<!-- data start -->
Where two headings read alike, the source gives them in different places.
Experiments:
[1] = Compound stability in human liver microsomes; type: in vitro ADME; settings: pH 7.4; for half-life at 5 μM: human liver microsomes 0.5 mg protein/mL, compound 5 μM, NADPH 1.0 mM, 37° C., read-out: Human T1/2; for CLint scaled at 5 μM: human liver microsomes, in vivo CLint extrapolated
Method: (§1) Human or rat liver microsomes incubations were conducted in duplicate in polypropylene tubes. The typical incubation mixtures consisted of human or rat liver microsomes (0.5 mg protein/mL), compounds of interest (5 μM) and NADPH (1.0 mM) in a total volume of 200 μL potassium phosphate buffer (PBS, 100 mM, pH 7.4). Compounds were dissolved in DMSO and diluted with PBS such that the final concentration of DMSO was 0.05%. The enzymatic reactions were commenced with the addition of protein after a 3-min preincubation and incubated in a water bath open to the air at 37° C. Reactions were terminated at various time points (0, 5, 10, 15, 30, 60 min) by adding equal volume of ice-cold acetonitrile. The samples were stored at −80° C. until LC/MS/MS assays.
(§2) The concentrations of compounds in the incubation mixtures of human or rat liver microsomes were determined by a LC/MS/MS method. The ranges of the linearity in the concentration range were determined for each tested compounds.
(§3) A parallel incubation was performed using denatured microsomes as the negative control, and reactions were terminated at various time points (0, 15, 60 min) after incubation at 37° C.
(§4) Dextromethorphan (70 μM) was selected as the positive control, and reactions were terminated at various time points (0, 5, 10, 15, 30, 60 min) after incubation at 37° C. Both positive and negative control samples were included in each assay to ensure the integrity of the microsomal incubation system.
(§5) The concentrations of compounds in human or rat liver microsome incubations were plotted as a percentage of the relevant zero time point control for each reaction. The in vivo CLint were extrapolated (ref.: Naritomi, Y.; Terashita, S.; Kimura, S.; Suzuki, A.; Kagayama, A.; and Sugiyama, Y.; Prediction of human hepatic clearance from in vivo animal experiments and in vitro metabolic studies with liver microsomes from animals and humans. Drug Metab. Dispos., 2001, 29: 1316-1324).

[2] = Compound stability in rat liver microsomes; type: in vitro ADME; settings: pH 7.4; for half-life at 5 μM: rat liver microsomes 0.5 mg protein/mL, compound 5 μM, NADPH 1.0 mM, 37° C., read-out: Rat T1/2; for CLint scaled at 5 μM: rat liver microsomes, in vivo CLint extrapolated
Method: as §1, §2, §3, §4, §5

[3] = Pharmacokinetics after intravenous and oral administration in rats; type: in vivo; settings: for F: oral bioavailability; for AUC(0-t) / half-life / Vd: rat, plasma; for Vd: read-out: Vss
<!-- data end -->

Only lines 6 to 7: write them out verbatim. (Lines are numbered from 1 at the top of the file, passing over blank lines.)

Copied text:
(§3) A parallel incubation was performed using denatured microsomes as the negative control, and reactions were terminated at various time points (0, 15, 60 min) after incubation at 37° C.
(§4) Dextromethorphan (70 μM) was selected as the positive control, and reactions were terminated at various time points (0, 5, 10, 15, 30, 60 min) after incubation at 37° C. Both positive and negative control samples were included in each assay to ensure the integrity of the microsomal incubation system.